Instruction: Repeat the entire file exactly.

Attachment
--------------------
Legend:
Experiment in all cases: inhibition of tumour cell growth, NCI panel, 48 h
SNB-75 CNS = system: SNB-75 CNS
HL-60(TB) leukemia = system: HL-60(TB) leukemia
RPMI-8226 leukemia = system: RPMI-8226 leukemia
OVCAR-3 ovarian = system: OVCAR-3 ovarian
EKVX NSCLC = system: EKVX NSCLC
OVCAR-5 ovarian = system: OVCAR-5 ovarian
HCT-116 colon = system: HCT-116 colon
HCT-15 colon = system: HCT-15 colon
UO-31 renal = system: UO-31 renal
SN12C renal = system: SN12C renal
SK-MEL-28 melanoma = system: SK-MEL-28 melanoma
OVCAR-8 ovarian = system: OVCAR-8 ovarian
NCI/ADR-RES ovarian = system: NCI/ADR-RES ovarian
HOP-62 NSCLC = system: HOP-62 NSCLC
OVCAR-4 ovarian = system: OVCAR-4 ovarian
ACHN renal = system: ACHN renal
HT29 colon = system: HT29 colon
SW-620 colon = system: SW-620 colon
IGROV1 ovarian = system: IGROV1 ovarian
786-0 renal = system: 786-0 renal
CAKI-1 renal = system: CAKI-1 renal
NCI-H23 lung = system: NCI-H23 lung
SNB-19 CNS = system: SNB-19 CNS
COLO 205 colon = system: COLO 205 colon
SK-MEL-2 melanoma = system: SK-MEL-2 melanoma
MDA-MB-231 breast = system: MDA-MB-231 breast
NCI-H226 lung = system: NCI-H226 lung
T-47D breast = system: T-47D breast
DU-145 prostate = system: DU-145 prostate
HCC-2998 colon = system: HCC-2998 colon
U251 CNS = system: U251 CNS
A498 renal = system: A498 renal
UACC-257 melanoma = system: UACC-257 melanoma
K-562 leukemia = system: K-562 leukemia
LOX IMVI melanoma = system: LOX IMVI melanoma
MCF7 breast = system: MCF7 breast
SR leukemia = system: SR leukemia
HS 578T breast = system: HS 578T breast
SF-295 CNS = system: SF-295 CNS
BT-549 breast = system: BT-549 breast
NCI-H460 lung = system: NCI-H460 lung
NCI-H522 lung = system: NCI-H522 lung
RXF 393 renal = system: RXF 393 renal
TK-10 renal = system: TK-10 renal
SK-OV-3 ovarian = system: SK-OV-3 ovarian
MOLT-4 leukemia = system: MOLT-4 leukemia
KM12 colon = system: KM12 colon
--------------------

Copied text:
Legend:
Experiment in all cases: inhibition of tumour cell growth, NCI panel, 48 h
SNB-75 CNS = system: SNB-75 CNS
HL-60(TB) leukemia = system: HL-60(TB) leukemia
RPMI-8226 leukemia = system: RPMI-8226 leukemia
OVCAR-3 ovarian = system: OVCAR-3 ovarian
EKVX NSCLC = system: EKVX NSCLC
OVCAR-5 ovarian = system: OVCAR-5 ovarian
HCT-116 colon = system: HCT-116 colon
HCT-15 colon = system: HCT-15 colon
UO-31 renal = system: UO-31 renal
SN12C renal = system: SN12C renal
SK-MEL-28 melanoma = system: SK-MEL-28 melanoma
OVCAR-8 ovarian = system: OVCAR-8 ovarian
NCI/ADR-RES ovarian = system: NCI/ADR-RES ovarian
HOP-62 NSCLC = system: HOP-62 NSCLC
OVCAR-4 ovarian = system: OVCAR-4 ovarian
ACHN renal = system: ACHN renal
HT29 colon = system: HT29 colon
SW-620 colon = system: SW-620 colon
IGROV1 ovarian = system: IGROV1 ovarian
786-0 renal = system: 786-0 renal
CAKI-1 renal = system: CAKI-1 renal
NCI-H23 lung = system: NCI-H23 lung
SNB-19 CNS = system: SNB-19 CNS
COLO 205 colon = system: COLO 205 colon
SK-MEL-2 melanoma = system: SK-MEL-2 melanoma
MDA-MB-231 breast = system: MDA-MB-231 breast
NCI-H226 lung = system: NCI-H226 lung
T-47D breast = system: T-47D breast
DU-145 prostate = system: DU-145 prostate
HCC-2998 colon = system: HCC-2998 colon
U251 CNS = system: U251 CNS
A498 renal = system: A498 renal
UACC-257 melanoma = system: UACC-257 melanoma
K-562 leukemia = system: K-562 leukemia
LOX IMVI melanoma = system: LOX IMVI melanoma
MCF7 breast = system: MCF7 breast
SR leukemia = system: SR leukemia
HS 578T breast = system: HS 578T breast
SF-295 CNS = system: SF-295 CNS
BT-549 breast = system: BT-549 breast
NCI-H460 lung = system: NCI-H460 lung
NCI-H522 lung = system: NCI-H522 lung
RXF 393 renal = system: RXF 393 renal
TK-10 renal = system: TK-10 renal
SK-OV-3 ovarian = system: SK-OV-3 ovarian
MOLT-4 leukemia = system: MOLT-4 leukemia
KM12 colon = system: KM12 colon